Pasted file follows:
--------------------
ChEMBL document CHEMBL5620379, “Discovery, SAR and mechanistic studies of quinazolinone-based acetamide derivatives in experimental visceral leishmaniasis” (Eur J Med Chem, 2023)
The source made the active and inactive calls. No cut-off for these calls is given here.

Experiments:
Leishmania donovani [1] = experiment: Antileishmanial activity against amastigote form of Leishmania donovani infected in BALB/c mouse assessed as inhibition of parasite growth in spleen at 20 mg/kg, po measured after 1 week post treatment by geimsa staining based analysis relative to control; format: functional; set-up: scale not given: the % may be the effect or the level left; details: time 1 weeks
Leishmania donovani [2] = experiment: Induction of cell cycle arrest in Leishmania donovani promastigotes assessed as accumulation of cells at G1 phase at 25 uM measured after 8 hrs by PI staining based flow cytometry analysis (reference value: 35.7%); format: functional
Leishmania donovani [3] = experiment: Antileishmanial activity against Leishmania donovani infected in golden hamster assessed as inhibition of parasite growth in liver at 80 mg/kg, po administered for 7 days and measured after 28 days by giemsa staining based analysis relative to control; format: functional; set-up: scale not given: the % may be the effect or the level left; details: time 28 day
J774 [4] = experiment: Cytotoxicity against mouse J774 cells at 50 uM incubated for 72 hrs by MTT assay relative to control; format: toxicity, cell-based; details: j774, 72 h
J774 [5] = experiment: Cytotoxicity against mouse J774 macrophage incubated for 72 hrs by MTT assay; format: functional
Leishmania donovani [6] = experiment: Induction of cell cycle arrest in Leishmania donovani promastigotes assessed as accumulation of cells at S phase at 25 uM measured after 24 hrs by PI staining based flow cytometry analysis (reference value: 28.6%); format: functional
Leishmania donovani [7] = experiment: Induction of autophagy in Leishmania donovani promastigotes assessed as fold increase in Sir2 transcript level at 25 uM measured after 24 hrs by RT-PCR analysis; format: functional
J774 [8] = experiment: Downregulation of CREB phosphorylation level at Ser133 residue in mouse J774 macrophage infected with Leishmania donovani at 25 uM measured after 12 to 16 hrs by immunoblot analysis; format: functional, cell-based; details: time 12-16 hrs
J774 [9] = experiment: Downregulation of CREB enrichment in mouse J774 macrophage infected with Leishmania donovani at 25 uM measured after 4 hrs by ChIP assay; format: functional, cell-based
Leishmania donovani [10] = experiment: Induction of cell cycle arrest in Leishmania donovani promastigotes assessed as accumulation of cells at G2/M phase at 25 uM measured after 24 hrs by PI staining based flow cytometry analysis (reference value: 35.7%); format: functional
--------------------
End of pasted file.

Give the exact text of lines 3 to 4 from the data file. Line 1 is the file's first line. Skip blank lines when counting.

Experiments:
Leishmania donovani [1] = experiment: Antileishmanial activity against amastigote form of Leishmania donovani infected in BALB/c mouse assessed as inhibition of parasite growth in spleen at 20 mg/kg, po measured after 1 week post treatment by geimsa staining based analysis relative to control; format: functional; set-up: scale not given: the % may be the effect or the level left; details: time 1 weeks